Panoxic acid facilitates the efficient functioning of the cardiovascular system helping prevent the formation of cholesterol, as well as facilitating the burning of the body’s fat deposits. It has also proven to protect the liver and enhance the appetite.
Researchers around the world have been testing ginseng’s effectiveness against everything from cancer to ulcers as compounds isolated from it have been found to inhibit ovarian cancer cells.
One recent study shows that ginseng seems to do the work of the hormones which the adrenal cortex naturally produces in response to everyday stress. As a result, the body does not have to manufacture them in such large quantities, thereby easing the workload of the organ. Despite its adaptability, this vital organ was not designed to work well under conditions of frequent or prolonged stress as those found in the everyday life of modernism. In one experiment, chickens were exposed to extreme cold over a two-month period. This normally tends to decrease their egg-laying abilities. The hens received daily doses of ginseng and continued to produce as usual, laying over twice as many eggs as the control group. Many other such experiments have been done that show ginseng to increase stamina. Estimations are that, when humans use the herb, their life spans are increased by at least ten years.
The steroid constituents of ginseng are so similar in their structure to the body’s own anabolic agent that it is fairly certain they act in a similar manner. An anabolic agent builds up the general health of the body by regulating the burning of energy. The opposite of anabolic action is a catabolic one. One example of this are the drugs amphetamine or caffeine. They temporarily give a person more energy, but in doing so, tear down the body’s energy reserves. In a sense, one process is healthy and constructive, while the other is unhealthy and destructive, especially if the practise is carried out over a long period of time. Panasen, according to some researchers, has a direct stimulant effect on the brain similar to that of caffeine, but far less harmful.
Soup is a common way to consume ginseng in China and is eaten daily.
Tablets are a convenient short-term way to take ginseng.
Decoctions are a general tonic.
Tinctures are used for diarrhea related to a weak digestive function and also for chronic coughs (if combined with walnut and ginger).
Powder is usually taken in the form of a capsule and used as a tonic and for wounds, bleeding, or pain, and can be combined with slippery elm for gastric ulceration pain.
A poultice of San Qi helps heal wounds and bruises and stops the bleeding.
American ginseng is a yin tonic and taken in China for fevers and for exhaustion from such chronic wasting disease as in tuberculosis. It can also help coughs, wheezing, and fever, related to lung weakness. As an adaptogenic, ginseng’s action increases tolerance to stress and stimulates young people with strong qi (vital force), but also is able to restore and even sedate those who are weakened by illness or old age. It is also used to correct such female complaints as relieving PMS and menopausal symptoms.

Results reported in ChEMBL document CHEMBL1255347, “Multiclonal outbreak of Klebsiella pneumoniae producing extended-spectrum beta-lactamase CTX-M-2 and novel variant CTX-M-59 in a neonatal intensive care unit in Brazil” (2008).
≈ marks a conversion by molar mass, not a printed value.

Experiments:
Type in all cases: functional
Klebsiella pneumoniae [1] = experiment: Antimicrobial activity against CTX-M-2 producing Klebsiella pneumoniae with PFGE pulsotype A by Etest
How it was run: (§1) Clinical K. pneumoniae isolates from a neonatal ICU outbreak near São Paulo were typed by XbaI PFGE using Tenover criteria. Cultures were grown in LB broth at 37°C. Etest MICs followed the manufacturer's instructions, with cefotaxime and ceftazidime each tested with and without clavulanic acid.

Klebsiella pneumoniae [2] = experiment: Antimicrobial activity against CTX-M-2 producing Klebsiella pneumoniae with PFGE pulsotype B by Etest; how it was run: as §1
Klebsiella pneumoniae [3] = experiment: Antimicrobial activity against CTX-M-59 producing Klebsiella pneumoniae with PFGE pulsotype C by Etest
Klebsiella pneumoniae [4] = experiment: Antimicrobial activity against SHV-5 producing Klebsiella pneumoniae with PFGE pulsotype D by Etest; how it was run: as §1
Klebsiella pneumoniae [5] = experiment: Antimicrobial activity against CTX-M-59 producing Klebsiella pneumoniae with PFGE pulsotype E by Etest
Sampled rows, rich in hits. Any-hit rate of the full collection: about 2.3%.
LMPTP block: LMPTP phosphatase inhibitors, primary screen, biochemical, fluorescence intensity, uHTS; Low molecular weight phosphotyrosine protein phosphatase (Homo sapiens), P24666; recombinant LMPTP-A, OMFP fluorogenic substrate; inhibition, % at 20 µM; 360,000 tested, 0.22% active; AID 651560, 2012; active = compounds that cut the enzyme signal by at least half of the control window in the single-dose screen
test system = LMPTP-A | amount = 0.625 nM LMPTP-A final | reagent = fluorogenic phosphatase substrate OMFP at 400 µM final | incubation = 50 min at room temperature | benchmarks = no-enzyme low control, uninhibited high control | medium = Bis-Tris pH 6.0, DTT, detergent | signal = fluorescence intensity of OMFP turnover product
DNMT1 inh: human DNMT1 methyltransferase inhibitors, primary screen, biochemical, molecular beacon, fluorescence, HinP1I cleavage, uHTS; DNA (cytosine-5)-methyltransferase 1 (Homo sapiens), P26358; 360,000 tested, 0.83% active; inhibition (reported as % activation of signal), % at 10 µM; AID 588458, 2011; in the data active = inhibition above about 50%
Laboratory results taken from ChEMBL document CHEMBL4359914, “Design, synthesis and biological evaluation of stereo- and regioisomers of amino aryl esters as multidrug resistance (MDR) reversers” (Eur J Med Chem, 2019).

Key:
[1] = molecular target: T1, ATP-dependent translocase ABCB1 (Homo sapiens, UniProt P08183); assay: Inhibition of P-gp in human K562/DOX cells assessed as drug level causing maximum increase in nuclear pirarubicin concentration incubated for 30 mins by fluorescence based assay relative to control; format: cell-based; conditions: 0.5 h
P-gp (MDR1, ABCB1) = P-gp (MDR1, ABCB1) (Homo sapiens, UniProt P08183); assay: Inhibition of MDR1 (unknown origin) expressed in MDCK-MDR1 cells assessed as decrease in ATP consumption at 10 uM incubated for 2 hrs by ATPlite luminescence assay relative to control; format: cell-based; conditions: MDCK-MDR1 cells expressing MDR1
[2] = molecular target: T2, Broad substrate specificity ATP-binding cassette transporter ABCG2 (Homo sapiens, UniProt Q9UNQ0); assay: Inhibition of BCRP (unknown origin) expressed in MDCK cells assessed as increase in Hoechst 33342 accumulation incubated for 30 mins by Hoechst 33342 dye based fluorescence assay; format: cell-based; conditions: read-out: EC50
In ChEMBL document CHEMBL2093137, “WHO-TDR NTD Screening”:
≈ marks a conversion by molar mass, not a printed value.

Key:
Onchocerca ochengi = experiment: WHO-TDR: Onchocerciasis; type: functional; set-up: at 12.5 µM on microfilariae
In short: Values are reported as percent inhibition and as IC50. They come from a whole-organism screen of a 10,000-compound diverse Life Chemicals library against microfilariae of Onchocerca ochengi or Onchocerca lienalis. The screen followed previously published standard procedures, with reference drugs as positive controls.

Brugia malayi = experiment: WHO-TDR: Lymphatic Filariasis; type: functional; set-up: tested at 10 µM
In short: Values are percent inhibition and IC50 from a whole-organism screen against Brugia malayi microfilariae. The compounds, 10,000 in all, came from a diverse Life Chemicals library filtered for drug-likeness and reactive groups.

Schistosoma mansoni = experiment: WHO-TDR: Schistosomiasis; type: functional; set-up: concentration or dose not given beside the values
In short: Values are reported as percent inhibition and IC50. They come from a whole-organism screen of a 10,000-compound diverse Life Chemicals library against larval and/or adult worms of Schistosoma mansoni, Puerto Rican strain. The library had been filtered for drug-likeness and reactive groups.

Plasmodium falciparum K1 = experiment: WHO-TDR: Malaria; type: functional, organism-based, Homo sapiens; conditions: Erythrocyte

There are currently a number of ginseng products on the market promoted as “fatigue fighters”. Scientists have studied ginseng in various ways, coming to the conclusion that these claims are valid.
In the West, ginseng is viewed, not so much as a medicine, but as a life-enhancing tonic and useful in coping with stress. Because of this, ginseng is often abused and should not be taken for more than six weeks at a time.
Chinese ginseng is the most prized of all the varieties and one of the most expensive herbs. It is a yang tonic, replenishing the energy (qi), especially in the spleen and lungs. Chinese ginseng should be taken for one month in the fall to strengthen the body for winter; and, if taking it regularly, a break of at least two or three weeks every two months is strongly advised.
San Qi is used as an analgesic and to stop bleeding, both internally and externally. It is also added to treatments for coronary heart disease and angina.
Siberian ginseng seems to have a general tonic effect on the body, especially on the adrenal glands. It helps the body to withstand heat, cold, infection, radiation, and other physical stresses. It has even been given to astronauts to counter the effect of weightlessness. Athletes have experienced as much as a 9% improvement in stamina. Siberian ginseng is the only one that lives up to the claim of counteracting stress.
When boiled in a tea, ginseng tastes rather like dirt, yet many prefer it this way. It can be found whole or in a processed mass of red slices. Three slices are usually sufficient for a cup and a half of boiling water. Let this boil down to one cup, strain, and drink sweetened with honey.
**Devil’s Club (Oplopanax horridum) is a member of the ginseng family and, like most ginsengs, is helpful for the general vitality and health of human beings. The plant grows mainly in the northwest of the Americas. Formidable, the stems grow from six inches to twelve feet in height and are usually an inch or less in diameter. They possess frightening needle-sharp thorns that cover most of the exterior of the stem. The plant grows upright until its height becomes too much for the root, and then it falls over producing new roots along its length. The recumbent stem will remain about five inches above the forest floor and prefers dark, moist, old growth forest where it is difficult to see.
Although the stems can be tinctured, it is the root that has a more powerful effect. It is useful in moderating the symptoms of adult-onset diabetes and hypoglycemia. The herb will smooth out the peaks and valleys of the fluctuating blood sugar levels and keep it at a constant level. Extended use of the tincture in conjunction with American ginseng is quite useful in men over fifty-five who are lethargic and frequently ill. It acts much like Siberian ginseng by elevating the vitality levels of the body, eventually restoring natural immune system levels, skin colour and tone, and stamina. The dosage is a full dropper full of tincture three times a day for six months to a year.